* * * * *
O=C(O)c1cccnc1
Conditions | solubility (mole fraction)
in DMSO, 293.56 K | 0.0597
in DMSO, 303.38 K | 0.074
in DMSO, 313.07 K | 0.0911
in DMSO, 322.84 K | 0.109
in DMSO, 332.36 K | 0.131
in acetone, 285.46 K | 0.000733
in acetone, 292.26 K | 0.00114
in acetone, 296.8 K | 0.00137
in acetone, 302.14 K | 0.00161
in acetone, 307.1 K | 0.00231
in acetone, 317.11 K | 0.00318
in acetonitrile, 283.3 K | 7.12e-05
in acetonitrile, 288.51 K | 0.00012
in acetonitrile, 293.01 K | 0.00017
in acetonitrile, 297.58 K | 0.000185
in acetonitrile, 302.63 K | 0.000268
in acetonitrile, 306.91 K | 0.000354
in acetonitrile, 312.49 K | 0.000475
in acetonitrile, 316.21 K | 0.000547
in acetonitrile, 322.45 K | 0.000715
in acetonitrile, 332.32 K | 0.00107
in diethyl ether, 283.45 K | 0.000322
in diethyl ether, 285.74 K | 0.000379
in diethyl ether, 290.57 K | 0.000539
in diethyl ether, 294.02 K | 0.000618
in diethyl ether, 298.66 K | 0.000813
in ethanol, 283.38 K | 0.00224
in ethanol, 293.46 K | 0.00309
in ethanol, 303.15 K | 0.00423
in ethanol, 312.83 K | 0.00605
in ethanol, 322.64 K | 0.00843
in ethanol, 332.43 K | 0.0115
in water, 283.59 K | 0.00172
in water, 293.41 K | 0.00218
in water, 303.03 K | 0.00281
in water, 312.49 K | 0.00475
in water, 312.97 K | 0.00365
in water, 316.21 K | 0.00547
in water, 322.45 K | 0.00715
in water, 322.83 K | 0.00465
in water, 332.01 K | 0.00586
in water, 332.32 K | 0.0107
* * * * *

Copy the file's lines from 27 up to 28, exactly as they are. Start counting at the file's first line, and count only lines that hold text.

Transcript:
in diethyl ether, 294.02 K | 0.000618
in diethyl ether, 298.66 K | 0.000813